You will need two boats, an oarsman in each. Fasten a weight to the middle of a long, heavy line to keep it down; also, position weights about 10 feet from the middle.
Fasten the ends of the line to the two boats, coiling it loosely in each. Row to windward of the estimated position of the anchor, then row the boats away from each other to run out the line so it will be stretched just off the bottom. Row the boats down toward the estimated position of the anchor.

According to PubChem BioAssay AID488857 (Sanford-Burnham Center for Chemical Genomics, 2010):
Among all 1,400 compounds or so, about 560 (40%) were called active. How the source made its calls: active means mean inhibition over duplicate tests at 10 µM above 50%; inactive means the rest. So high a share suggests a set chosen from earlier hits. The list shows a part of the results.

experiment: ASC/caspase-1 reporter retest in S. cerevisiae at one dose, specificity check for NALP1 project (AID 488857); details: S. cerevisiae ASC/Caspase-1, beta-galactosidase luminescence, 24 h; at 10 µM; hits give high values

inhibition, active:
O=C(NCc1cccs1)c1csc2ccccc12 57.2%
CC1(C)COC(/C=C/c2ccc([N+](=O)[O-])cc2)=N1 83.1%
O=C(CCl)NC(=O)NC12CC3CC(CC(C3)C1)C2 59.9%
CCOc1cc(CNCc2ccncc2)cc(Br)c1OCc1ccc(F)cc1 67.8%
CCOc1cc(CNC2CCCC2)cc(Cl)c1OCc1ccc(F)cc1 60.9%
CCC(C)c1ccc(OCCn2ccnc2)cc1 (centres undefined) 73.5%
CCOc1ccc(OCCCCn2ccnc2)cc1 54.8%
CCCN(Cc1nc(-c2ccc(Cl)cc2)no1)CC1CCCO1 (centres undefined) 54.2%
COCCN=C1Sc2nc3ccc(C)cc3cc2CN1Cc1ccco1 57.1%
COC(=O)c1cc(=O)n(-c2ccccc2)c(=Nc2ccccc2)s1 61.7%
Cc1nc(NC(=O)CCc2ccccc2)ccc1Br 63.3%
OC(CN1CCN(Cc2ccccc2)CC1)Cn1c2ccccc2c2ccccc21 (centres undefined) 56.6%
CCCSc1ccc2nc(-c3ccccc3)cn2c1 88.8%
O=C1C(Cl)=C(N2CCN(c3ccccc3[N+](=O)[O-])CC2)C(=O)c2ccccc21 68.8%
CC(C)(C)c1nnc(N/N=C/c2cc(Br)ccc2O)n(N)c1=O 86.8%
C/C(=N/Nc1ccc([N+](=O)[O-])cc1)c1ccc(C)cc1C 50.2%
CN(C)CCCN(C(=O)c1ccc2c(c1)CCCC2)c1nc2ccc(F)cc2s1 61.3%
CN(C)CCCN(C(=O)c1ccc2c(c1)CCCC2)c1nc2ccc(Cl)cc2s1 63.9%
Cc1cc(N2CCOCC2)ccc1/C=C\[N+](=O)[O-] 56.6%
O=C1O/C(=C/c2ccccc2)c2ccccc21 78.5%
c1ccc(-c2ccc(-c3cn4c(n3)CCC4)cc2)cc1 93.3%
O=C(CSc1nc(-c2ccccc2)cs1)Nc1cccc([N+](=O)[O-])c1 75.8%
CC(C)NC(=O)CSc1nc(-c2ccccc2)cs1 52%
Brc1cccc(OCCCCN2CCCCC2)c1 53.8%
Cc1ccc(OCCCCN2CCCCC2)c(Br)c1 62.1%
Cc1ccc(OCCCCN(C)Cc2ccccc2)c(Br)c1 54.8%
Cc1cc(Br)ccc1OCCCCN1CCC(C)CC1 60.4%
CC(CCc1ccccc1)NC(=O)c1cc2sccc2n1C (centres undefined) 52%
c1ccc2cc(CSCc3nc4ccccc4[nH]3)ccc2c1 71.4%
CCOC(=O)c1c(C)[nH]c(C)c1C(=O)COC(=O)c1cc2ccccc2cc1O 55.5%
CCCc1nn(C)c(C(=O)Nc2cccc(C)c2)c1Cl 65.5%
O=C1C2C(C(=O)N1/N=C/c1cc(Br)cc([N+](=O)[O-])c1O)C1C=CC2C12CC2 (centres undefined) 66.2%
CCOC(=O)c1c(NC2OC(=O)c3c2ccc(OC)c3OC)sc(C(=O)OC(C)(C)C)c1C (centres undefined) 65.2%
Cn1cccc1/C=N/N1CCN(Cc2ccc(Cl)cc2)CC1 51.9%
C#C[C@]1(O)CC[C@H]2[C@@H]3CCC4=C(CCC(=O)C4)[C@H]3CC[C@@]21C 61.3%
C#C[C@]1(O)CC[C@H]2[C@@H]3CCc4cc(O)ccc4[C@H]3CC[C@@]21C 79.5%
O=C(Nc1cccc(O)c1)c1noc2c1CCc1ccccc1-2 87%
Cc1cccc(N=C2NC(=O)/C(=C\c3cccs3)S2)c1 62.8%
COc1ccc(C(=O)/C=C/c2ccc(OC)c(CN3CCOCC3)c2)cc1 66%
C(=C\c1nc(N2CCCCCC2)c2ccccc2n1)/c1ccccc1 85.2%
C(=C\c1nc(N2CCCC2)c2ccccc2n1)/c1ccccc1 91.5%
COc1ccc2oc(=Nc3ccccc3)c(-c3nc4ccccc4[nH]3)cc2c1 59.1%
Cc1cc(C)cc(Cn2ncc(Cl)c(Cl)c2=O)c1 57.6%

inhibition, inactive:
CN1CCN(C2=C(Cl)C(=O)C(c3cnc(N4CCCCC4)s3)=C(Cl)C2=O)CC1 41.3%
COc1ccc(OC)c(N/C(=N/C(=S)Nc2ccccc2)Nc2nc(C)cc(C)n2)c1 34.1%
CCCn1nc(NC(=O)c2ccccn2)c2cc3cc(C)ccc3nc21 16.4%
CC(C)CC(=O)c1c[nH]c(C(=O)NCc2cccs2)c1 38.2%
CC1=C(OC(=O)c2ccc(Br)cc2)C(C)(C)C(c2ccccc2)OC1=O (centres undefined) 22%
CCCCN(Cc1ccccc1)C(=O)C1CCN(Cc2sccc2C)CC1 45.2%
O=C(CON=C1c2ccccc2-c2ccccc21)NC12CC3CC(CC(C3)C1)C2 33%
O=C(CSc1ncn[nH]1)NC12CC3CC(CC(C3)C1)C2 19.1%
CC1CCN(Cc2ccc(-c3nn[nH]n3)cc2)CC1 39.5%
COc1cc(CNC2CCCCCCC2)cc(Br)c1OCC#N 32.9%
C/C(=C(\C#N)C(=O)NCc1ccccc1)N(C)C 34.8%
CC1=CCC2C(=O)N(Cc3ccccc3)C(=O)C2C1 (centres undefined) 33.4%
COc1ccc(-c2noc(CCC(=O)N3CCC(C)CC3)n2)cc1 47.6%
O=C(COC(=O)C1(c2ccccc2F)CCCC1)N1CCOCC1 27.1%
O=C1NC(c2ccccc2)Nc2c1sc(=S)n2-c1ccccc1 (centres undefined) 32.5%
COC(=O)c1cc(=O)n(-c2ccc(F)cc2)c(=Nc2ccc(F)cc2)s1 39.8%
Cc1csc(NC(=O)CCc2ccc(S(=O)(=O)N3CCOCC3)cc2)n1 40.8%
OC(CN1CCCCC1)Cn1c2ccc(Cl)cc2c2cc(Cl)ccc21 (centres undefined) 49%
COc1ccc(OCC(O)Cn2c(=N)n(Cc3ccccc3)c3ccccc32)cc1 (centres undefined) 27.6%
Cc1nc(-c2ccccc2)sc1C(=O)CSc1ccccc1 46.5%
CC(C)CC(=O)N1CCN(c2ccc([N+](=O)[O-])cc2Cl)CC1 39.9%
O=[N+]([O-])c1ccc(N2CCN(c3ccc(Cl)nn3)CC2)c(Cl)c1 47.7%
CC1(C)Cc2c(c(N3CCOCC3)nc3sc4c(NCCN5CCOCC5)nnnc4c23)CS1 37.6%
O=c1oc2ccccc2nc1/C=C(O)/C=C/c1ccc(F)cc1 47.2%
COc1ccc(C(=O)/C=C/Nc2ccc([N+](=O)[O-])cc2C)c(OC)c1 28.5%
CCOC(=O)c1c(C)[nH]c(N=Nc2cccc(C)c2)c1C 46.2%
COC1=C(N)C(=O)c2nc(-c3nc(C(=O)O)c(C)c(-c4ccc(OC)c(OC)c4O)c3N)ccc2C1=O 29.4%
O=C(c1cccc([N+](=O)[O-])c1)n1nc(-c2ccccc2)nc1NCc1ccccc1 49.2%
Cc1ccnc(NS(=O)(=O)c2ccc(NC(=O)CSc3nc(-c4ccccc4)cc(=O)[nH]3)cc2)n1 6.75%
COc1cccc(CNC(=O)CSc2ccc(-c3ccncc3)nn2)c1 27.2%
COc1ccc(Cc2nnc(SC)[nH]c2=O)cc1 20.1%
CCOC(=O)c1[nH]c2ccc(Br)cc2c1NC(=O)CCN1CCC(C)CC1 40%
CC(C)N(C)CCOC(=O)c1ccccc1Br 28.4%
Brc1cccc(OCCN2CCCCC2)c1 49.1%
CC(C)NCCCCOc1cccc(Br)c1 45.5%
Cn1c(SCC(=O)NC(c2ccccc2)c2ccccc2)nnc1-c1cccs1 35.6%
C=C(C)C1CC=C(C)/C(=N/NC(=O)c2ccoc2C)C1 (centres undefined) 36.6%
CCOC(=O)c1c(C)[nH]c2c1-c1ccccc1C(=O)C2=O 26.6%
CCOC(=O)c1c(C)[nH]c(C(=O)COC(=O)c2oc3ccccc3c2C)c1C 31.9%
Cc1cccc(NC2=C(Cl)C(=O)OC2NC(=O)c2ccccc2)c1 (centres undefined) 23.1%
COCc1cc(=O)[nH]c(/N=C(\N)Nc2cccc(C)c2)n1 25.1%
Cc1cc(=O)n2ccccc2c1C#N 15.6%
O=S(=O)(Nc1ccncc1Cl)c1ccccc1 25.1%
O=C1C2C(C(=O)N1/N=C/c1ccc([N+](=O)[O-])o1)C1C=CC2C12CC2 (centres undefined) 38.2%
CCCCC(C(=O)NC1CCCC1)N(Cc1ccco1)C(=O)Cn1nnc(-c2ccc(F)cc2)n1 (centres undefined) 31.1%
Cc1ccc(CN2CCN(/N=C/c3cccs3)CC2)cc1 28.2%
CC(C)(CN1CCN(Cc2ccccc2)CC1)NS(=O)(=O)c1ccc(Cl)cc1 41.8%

When the bight of the line catches on the anchor’s fluke, cross the boats to take a round turn around the fluke. Make a running bowline at the end of another line, around the drag line, weight it so it sinks, and slip it down. When the bowline is fast to the fluke, pull up the anchor.
There. Ta-da! Nothing to it!
Today’s ThoughtThe wonder is always new that any sane man can be a sailor.
— Emerson, English Traits
Tailpiece“Waiter, is this tea or coffee? It tastes like turpentine.”
“Oh, it must be the tea, sir. The coffee tastes like kerosene.”
(Drop by every Monday, Wednesday, Friday for a new Mainly about Boats column.)